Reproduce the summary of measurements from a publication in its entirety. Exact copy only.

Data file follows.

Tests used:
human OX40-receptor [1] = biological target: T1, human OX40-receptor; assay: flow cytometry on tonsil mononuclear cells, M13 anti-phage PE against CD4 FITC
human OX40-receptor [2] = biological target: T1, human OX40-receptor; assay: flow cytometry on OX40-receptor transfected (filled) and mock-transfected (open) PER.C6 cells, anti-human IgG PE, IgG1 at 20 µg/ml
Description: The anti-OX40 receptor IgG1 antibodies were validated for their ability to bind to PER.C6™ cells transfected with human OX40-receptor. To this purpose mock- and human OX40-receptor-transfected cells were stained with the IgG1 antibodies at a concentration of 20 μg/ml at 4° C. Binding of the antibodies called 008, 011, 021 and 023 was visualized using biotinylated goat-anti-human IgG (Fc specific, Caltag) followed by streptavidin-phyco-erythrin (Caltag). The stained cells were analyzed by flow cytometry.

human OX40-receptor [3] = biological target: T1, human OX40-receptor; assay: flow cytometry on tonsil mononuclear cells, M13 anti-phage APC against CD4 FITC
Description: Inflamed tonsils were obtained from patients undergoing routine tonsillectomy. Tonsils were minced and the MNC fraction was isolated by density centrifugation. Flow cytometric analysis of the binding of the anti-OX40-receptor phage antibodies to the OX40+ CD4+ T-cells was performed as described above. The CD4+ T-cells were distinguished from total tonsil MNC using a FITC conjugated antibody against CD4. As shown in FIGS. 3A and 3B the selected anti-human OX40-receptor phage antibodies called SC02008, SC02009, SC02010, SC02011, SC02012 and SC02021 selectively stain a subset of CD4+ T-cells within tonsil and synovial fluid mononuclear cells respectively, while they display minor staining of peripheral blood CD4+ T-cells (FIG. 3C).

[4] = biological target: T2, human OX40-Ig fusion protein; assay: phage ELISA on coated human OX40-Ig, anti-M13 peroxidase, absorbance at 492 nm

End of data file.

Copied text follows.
Tests used:
human OX40-receptor [1] = biological target: T1, human OX40-receptor; assay: flow cytometry on tonsil mononuclear cells, M13 anti-phage PE against CD4 FITC
human OX40-receptor [2] = biological target: T1, human OX40-receptor; assay: flow cytometry on OX40-receptor transfected (filled) and mock-transfected (open) PER.C6 cells, anti-human IgG PE, IgG1 at 20 µg/ml
Description: The anti-OX40 receptor IgG1 antibodies were validated for their ability to bind to PER.C6™ cells transfected with human OX40-receptor. To this purpose mock- and human OX40-receptor-transfected cells were stained with the IgG1 antibodies at a concentration of 20 μg/ml at 4° C. Binding of the antibodies called 008, 011, 021 and 023 was visualized using biotinylated goat-anti-human IgG (Fc specific, Caltag) followed by streptavidin-phyco-erythrin (Caltag). The stained cells were analyzed by flow cytometry.

human OX40-receptor [3] = biological target: T1, human OX40-receptor; assay: flow cytometry on tonsil mononuclear cells, M13 anti-phage APC against CD4 FITC
Description: Inflamed tonsils were obtained from patients undergoing routine tonsillectomy. Tonsils were minced and the MNC fraction was isolated by density centrifugation. Flow cytometric analysis of the binding of the anti-OX40-receptor phage antibodies to the OX40+ CD4+ T-cells was performed as described above. The CD4+ T-cells were distinguished from total tonsil MNC using a FITC conjugated antibody against CD4. As shown in FIGS. 3A and 3B the selected anti-human OX40-receptor phage antibodies called SC02008, SC02009, SC02010, SC02011, SC02012 and SC02021 selectively stain a subset of CD4+ T-cells within tonsil and synovial fluid mononuclear cells respectively, while they display minor staining of peripheral blood CD4+ T-cells (FIG. 3C).

[4] = biological target: T2, human OX40-Ig fusion protein; assay: phage ELISA on coated human OX40-Ig, anti-M13 peroxidase, absorbance at 492 nm